Battle to brand ‘authentic’ Camembert in France

Producers of traditional Normandy cheese camembert, handmade using unpasteurised milk, want to educate consumers against misleading labelling

13 February 2021
The first Camembert is said to have been made in 1791 by Marie Harel, who lived in a farm not far from the Durand dairies
By Jane Hanks

Camembert is one of the best known French cheeses, sold around the world. There are two types. One made in the traditional way by hand with unpasteurised milk and an AOP label, and one which is not. Both are often labelled Fabriqué en Normandie (made in Normandy), but from the beginning of this year the government has ruled that only AOP Camemberts can put this label on their cheese boxes.

Fromagerie Durand are the only producers who make the cheese in the village in which it originated, at Camembert, Orne and they have an AOP label. They make it with milk from their own cows, of which the majority are the traditional breed of dairy cattle used for Camemberts, the Normande. The cows are outside for most of the year, other than up to four months in winter, feeding on either grass or hay. They are milked twice a day, producing around 1,800 litres. Two litres of milk are needed to make one Camembert.

Normandy cow © morosphinx / Flickr
Normandy cow milk in Camembert cheese

Florence Frémont is one of four cheesemakers who work in the dairy. They make between seven and eight hundred Camemberts a day:

“First we heat the unpasteurized milk, up to around 34°C. It must never be heated to more than 37°C. We then add in the rennet to separate the whey from the curd. This takes about an hour and then the curds are cut manually into big cubes. We then ladle the curds into the moulds, one ladle at a time with a 40 minute interval between each layer until there are five layers. This takes more than three hours.

In the afternoon, we turn the cheeses and let them drain. The next morning, we can take them out of the moulds and add a fine layer of salt over the surface of each one, by hand, which adds to the flavour and also helps develop the penicillin which will give the cheese its white coating. Each cheese has about 4-5g of salt, depending on the conditions, on the day, such as humidity level.”

The cheeses are then left to mature to develop for thirteen to fourteen days and during that time they are turned twice. They are packaged in waxed paper and put in the traditional wooden box made out of poplar and sent out for sale on the 21st day.

Mrs Frémont says there is a marked difference between an AOP Camembert and one made in a more industrial way with pasteurised milk: “Our cheeses are made from milk which comes direct from our own cows and the fact it is not pasteurised and the way we make it means you get the full flavours and richness of the milk. They are best eaten when they are around 30 -35 days old.”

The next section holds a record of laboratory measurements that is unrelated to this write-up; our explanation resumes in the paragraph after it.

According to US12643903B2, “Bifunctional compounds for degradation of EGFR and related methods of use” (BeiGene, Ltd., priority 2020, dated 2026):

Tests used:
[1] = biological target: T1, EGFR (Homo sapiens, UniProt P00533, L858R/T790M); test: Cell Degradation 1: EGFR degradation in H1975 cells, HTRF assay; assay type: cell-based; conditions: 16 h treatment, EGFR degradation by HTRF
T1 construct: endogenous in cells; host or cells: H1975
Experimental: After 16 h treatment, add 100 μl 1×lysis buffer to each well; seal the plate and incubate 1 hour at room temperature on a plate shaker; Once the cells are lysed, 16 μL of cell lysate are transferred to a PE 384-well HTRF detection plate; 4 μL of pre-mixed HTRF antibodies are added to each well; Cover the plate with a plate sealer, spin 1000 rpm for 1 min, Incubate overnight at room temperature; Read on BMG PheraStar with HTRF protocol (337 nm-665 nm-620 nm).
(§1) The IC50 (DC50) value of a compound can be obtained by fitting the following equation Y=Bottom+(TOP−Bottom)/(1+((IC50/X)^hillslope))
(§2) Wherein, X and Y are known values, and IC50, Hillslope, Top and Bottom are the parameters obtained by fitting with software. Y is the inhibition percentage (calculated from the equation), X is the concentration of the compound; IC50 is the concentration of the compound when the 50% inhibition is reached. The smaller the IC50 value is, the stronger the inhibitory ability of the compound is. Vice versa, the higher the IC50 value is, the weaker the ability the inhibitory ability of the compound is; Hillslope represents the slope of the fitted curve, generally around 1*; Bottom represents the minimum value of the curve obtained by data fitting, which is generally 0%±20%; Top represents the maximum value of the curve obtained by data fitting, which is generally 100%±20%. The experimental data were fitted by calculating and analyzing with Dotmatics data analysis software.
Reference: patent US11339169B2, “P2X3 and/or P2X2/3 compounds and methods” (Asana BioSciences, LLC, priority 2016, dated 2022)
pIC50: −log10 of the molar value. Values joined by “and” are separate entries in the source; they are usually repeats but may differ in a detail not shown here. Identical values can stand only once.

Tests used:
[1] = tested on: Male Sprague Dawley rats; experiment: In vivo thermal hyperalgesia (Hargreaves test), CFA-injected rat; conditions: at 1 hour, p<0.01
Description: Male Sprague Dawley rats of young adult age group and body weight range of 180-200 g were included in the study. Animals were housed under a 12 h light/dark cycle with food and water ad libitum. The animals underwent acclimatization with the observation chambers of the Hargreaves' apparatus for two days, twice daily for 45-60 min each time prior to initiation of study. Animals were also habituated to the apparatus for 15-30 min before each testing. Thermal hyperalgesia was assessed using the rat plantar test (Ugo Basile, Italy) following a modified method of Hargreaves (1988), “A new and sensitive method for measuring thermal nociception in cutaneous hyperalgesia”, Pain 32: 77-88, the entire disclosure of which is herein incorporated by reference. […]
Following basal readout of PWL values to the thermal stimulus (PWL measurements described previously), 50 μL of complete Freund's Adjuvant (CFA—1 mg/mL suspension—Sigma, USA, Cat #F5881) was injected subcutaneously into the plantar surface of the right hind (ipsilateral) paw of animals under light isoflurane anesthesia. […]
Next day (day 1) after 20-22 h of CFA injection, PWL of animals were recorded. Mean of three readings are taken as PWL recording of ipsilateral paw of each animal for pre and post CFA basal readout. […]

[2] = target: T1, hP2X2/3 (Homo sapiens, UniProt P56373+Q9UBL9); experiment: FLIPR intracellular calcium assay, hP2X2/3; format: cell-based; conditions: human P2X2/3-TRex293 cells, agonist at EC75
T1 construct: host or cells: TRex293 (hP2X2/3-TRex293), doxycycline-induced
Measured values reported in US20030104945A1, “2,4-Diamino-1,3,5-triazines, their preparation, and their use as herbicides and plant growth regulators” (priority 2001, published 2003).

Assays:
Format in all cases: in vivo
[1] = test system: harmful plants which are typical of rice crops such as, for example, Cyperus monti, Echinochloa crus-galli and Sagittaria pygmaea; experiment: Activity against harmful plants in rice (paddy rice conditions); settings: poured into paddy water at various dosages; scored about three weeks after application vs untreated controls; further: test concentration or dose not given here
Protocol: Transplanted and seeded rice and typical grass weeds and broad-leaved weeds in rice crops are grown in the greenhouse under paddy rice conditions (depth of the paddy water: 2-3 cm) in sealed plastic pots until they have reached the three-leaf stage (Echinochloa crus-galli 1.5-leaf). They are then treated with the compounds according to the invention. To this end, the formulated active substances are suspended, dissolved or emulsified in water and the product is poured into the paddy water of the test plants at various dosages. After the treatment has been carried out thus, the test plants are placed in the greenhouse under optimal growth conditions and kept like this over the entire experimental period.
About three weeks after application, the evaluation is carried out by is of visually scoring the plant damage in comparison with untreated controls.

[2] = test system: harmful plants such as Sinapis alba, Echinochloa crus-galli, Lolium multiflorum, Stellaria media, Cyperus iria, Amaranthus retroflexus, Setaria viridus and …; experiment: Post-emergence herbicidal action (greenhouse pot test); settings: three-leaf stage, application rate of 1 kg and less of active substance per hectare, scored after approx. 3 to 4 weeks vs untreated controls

A cheese rich in history

The first Camembert is said to have been made by Marie Harel, who lived in a farm not far from the Durand dairies. During the French Revolution she sheltered a priest from Brie, who told her the secrets of his local cheese – from which she made her own version in 1791, by ladling curds into a mould and maturing for several days.

Her children and then her grandchildren developed the cheese and its sales. In 1850, the railway meant the cheeses could be transported far more quickly to Paris and increased their popularity and production. They were transported on hay until, in 1890, a man called Jules Charrel invented a box made out of thin strips of poplar which meant it could now be sent further afield and even abroad.

This new type of packaging was exhibited, complete with an Art Nouveau-style label depicting a strident Marianne, at the Paris Exposition Universelle in 1900, and became an emblem of the country.

It was later given as part of the rations to soldiers in the First World War and was described as the “soldier’s Camembert”, the “Camembert of the Allies”, and even the “National Camembert”, which featured a label showing a German soldier perched on a donkey and being kicked.

In 1919, a new label celebrated victory in the war, featuring the words, “France, Queen of the world.” Since 1983, traditionally made Camemberts have had the French label AOC and since 1993, the European label AOP.

For many years the AOC/AOP producers have been struggling for recognition against the bigger producers. One of their complaints has been over their name. They call themselves Camembert AOP de Normandie, and have long argued that the consumer is confused into thinking that Camemberts produced on an industrial scale have the same qualities as theirs when they have Camembert Fabriqué en Normandie on the box.

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